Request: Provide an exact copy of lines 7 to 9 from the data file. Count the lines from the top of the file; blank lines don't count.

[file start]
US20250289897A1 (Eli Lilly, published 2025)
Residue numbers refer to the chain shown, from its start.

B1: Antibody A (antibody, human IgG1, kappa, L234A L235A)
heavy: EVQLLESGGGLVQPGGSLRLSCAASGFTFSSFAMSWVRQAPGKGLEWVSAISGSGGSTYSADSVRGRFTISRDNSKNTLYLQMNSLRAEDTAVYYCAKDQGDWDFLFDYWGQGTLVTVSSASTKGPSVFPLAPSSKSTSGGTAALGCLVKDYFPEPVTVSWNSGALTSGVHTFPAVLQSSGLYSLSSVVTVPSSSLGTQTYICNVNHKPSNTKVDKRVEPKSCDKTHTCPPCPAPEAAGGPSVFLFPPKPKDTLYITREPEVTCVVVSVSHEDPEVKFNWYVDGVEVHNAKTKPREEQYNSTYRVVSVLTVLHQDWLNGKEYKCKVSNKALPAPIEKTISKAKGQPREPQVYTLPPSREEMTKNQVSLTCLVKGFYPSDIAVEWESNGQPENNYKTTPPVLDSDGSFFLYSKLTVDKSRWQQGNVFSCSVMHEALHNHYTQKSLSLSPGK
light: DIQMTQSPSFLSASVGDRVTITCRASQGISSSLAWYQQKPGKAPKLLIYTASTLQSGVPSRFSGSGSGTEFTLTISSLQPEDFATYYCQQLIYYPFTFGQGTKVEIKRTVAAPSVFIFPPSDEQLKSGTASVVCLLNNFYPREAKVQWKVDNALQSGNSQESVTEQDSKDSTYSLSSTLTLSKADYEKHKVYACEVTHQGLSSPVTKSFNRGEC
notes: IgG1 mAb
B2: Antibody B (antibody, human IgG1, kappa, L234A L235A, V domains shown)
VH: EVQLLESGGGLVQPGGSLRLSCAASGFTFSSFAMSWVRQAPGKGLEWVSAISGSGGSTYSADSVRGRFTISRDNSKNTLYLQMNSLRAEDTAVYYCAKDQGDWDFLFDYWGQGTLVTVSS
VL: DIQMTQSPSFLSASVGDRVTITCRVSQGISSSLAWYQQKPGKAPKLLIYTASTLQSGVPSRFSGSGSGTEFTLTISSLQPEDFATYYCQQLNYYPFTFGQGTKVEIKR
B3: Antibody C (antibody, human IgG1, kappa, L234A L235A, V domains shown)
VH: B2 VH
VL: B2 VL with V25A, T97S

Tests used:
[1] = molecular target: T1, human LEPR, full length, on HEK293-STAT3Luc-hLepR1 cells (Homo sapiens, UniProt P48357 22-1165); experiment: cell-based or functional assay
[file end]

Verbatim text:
B2: Antibody B (antibody, human IgG1, kappa, L234A L235A, V domains shown)
VH: EVQLLESGGGLVQPGGSLRLSCAASGFTFSSFAMSWVRQAPGKGLEWVSAISGSGGSTYSADSVRGRFTISRDNSKNTLYLQMNSLRAEDTAVYYCAKDQGDWDFLFDYWGQGTLVTVSS
VL: DIQMTQSPSFLSASVGDRVTITCRVSQGISSSLAWYQQKPGKAPKLLIYTASTLQSGVPSRFSGSGSGTEFTLTISSLQPEDFATYYCQQLNYYPFTFGQGTKVEIKR